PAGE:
Suppose your disability insurance policy will pay you 70% of your total monthly income, and you earned $7,000 a month before you became disabled ($84,000 annually). Your monthly LTD benefit would be $4,900, which significantly exceeds the SSDI maximum benefit. 

Dual Benefits are Possible 

You can qualify for and collect both private disability insurance benefits and SSDI benefits, but it’s important to note that your SSDI benefits will cut into your private disability insurance benefits. 

So, what’s the point? 

With an offset rider, the premiums on your private disability insurance policy will be lower than they would be otherwise. Depending on your tolerance for risk, you can lower the immediate cost of your private disability insurance policy while maintaining the same level of benefits. 

Disability Insurance Appeals Tend to be Faster 

The Social Security Administration frequently denies claimsas do private disability insurance companies. However, the process of appealing the decision of the SSA tends to take quite a bit longer than the appeals process for private disability insurance.  

First, you must file a Request for Reconsideration, which asks your state’s Disability Determination Service to reevaluate your claim. Then, if your Request for Reconsideration is denied (which it most likely will be), you’ll need to file another appeal and demand a hearing. The Request for Reconsideration process takes months, and most people have to wait about a year after that before they have a Social Security hearing. And if you need to file additional appeals with the Social Security Appeals Council or in federal court, that will draw out your case even longer. 

When you suffer a disabling condition, time is of the essence. You may not have the patience (or financial resources) necessary to wait out a lengthy appeal. Private disability insurance is a way to ensure that your claims are handled promptly. If there are unreasonable delays, then — with the aid of a skilled attorney — you can potentially sue your insurer for bad faith.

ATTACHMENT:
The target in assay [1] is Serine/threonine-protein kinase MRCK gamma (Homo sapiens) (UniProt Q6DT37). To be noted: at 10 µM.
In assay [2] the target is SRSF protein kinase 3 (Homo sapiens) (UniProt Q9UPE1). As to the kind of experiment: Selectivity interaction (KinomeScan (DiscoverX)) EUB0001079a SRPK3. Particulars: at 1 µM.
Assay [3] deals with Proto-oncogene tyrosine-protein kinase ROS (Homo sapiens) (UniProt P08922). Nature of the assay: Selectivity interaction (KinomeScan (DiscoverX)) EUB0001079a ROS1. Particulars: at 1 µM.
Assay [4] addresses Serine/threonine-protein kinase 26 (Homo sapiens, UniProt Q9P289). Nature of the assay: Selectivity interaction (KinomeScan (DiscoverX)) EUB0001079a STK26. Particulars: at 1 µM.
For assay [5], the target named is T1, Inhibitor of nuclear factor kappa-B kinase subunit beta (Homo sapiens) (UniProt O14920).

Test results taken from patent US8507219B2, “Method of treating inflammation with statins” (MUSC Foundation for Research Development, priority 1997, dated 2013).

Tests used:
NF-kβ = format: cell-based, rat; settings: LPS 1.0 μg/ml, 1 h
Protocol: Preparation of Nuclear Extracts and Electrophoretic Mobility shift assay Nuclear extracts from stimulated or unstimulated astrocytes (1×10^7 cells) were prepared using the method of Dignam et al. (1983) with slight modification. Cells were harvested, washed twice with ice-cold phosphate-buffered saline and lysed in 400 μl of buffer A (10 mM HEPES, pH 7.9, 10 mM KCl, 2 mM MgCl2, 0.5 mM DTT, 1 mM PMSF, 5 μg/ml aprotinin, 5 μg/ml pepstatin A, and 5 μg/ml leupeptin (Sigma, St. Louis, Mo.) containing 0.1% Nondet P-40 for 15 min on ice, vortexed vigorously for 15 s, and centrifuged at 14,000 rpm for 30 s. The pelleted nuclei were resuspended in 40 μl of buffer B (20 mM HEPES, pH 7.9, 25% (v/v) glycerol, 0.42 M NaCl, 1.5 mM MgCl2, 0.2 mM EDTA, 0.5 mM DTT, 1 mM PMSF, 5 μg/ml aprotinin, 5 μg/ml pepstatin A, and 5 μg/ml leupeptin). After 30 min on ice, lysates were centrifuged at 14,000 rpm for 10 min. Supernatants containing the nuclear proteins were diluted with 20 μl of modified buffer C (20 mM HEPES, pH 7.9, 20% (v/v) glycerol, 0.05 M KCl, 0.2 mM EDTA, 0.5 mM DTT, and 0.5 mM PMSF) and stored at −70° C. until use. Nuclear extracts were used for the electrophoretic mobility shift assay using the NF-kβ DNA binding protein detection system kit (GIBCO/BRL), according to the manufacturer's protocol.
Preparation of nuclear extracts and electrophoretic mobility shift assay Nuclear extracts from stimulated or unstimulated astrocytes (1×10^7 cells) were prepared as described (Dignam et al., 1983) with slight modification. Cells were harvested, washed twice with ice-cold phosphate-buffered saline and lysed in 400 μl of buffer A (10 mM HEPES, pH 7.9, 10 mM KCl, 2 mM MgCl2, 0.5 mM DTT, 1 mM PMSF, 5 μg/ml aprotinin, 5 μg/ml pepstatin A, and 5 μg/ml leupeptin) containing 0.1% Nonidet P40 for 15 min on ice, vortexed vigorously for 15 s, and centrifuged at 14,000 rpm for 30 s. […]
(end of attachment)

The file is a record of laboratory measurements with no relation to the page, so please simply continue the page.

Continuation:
RELATED: How Long Do I Have to Wait for a Disability Insurance Decision? 

Bryant Legal Group: Fighting for Disability Insurance Claimants 

Did the insurance company wrongfully deny or unreasonably delay your long-term disability claim? You may be able to challenge the actions taken by your insurer, resubmit your application for benefits, or, depending on the circumstances, sue the insurer for damages. 

At Bryant Legal Group, our disability attorneys have successfully represented clients in a variety of disputes with their insurers, including those involving private disability insurance claims. We are deeply committed to our clients and work closely with them through every phase of the disability process. 

Call us at (312) 561-3010 or use our online form today to schedule your free consultation with an experienced Chicago private disability attorney. During your initial consultation, we will evaluate your insurance dispute and help you determine the best path forward. 

Resources 

2020 Social Security changes. (n.d.). Social Security Administration. Retrieved from https://www.ssa.gov/news/press/factsheets/colafacts2020.pdf  

The content provided here is for informational purposes only and should not be construed as legal advice on any subject.